Those who organize large numbers of people to protest or encourage governmental or social policies cannot escape responsibility for regulating the conduct of the assemblage simply by saying that it is planned to be nonviolent. It would be naive indeed to expect that in any large gathering there would not be some small group of people who would delight in disruption, and who would not be unhappy should a confrontation with the police occur.
The defendants did not attempt to meet all of the issues raised by the plaintiffs in this phase of the case but did describe the in-service training program which has recently been instituted by the police department which includes instruction of every member of the force in such matters as crowd control, community relations, etc. Since the testimony was one-sided, we refrain from passing judgment on these collateral matters particularly since counsel for the plaintiffs conceded in his closing summation that this Court is not to act as a Mayor's Commission on Human Relations in reviewing the actions of the police department nor is it to deal with the charges of alleged police brutality per se.
We do observe, nonetheless, that some of the testimony of excessive force by individual police officers on specific occasions was quite disturbing and should cause concern in the minds of those officials who have the responsibility of determining the accuracy of such charges and taking appropriate action. While the hearing of this case furnished an opportunity for public airing of many complaints of this nature, they should have been heard, answered, and evaluated long before this time.
Among the defendants named by the plaintiffs was Francis Quinlan, President of the Local Chapter of the Fraternal Order of Police. Allegations were made that this organization was influential in having the individual police officer defendants file criminal charges against the plaintiffs. The completed record, however, contains no support for this contention.
Much trial time was devoted to establishing that Quinlan had made some remarks on a television newscast on the evening of March 20, 1970 requesting public support for the police and condemning the activities of the plaintiffs in the courtroom on that day. Quinlan professed to be unable to remember any of the details of his statement but a videotape portion of the newscast established conclusively that the remarks had indeed been made. While Quinlan's lack of memory was curious, the statements themselves did not establish any more other than that he was exercising his rights to express views which were as unpopular with the plaintiffs as theirs were with him.
It appears that the F.O.P. has no control over the hiring, dismissal or disciplining of policemen but is simply a fraternal organization which does represent the police in their collective bargainings with the City with respect to wages and working conditions. There was no competent evidence to establish that the F.O.P. controls the police department in the discharge of its duties, or that the City Administration has surrendered its authority or responsibility to the fraternal group. No case against Quinlan was proved by the plaintiffs.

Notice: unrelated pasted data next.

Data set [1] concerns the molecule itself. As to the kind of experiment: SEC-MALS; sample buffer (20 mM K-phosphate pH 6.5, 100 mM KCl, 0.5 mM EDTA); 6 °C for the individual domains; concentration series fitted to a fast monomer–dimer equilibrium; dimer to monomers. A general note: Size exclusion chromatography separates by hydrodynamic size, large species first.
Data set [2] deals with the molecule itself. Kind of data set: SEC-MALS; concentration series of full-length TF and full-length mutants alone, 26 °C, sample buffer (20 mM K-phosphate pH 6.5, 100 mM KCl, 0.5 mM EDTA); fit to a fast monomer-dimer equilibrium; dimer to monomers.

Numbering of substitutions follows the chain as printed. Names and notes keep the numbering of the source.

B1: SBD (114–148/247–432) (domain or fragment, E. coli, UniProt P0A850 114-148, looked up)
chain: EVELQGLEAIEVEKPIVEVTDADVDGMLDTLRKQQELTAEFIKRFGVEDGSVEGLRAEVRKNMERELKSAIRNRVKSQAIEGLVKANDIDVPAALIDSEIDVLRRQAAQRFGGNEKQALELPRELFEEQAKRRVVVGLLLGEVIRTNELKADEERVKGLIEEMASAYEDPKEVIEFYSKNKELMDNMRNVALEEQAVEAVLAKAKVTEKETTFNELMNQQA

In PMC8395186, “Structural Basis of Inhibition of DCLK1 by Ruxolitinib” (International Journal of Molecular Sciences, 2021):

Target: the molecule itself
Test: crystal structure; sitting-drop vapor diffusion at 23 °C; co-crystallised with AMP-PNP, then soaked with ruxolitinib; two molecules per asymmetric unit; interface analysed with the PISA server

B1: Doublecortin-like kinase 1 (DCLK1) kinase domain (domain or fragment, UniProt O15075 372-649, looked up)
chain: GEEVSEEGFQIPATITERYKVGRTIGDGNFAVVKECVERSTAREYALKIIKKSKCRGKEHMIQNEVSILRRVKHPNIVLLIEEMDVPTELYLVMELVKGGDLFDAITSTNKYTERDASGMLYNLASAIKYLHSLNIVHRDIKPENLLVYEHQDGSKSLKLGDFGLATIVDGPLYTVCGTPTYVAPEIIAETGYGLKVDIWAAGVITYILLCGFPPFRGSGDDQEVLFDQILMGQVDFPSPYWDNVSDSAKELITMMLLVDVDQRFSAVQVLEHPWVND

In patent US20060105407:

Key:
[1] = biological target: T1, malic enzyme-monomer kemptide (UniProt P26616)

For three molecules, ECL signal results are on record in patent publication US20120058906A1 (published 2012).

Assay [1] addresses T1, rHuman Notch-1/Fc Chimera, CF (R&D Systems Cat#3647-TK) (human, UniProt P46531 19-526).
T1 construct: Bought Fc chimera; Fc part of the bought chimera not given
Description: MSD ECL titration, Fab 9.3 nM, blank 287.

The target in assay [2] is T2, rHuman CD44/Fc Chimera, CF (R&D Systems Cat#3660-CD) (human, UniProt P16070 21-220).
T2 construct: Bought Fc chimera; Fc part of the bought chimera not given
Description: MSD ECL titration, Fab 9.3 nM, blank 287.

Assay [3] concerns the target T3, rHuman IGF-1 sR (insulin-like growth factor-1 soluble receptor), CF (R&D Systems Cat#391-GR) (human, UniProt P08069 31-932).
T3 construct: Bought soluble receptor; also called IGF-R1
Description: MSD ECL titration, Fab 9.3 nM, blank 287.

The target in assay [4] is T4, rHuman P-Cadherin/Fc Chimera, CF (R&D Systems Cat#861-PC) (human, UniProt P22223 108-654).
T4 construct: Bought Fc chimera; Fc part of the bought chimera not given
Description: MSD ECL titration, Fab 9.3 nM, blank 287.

For the vindication or protection of civil rights, the law provides a number of remedies but none is more narrowly restricted than the grant of an injunction against state criminal proceedings, pending or threatened.3a This is an extraordinary remedy, sparingly applied. It is not every case of police misconduct, it is not every case of abuse of legal process, it is not every case of prosecution founded upon nonexistent grounds nor every case instituted out of improper motivation which qualifies for this exceptional intervention with the legal processes of a state, albeit that the same evidence may furnish grounds for other forms of relief.
The hesitancy of Federal Courts to exercise the power of injunction may be explained in terms of history and national policy. Traditionally, the American people have been opposed to a limitation by a court of equity upon the jury's authority in a criminal proceeding. While in modern times this policy has not been as forcibly expressed as it was in the early days of the Republic, it is nonetheless a continuing, viable concept, most recently finding expression by the Supreme Court of the United States in Younger v. Harris, 401 U.S. 37, 91 S. Ct. 746, 27 L. Ed. 2d 669, 1971.
The Court there, however, placed more reliance upon "National Policy" which it labeled "Our Federalism", defining it as:
"A recognition of the fact that the entire country is made up of a Union of separate state governments, and a continuance of the belief that the National Government will fare best if the States and their institutions are left free to perform their separate functions in their separate ways. * * * What the concept does represent is a system in which there is sensitivity to the legitimate interests of both State and National Governments, and in which the National Government, anxious though it may be to vindicate and protect federal rights and federal interests, always endeavors to do so in ways that will not unduly interfere with the legitimate activities of the States."
The Court goes on to say:
"* * * it has been perfectly natural for our cases to repeat time and time again that the normal thing to do when federal courts are asked to enjoin pending proceedings in state courts is not to issue such injunctions."
Younger and the other cases decided on the same day severely curtailed but still left in existence one exception to the broad policy which was set out in the earlier decision of Dombrowski v. Pfister, 380 U.S. 479, 85 S. Ct. 1116, 14 L. Ed. 2d 22. The plaintiffs contend that this case establishes their eligibility for the injunctions which they now seek.
Careful analysis of the Dombrowski doctrine reveals that in order to qualify the plaintiffs must show that:
1. The prosecutions were instituted in bad faith;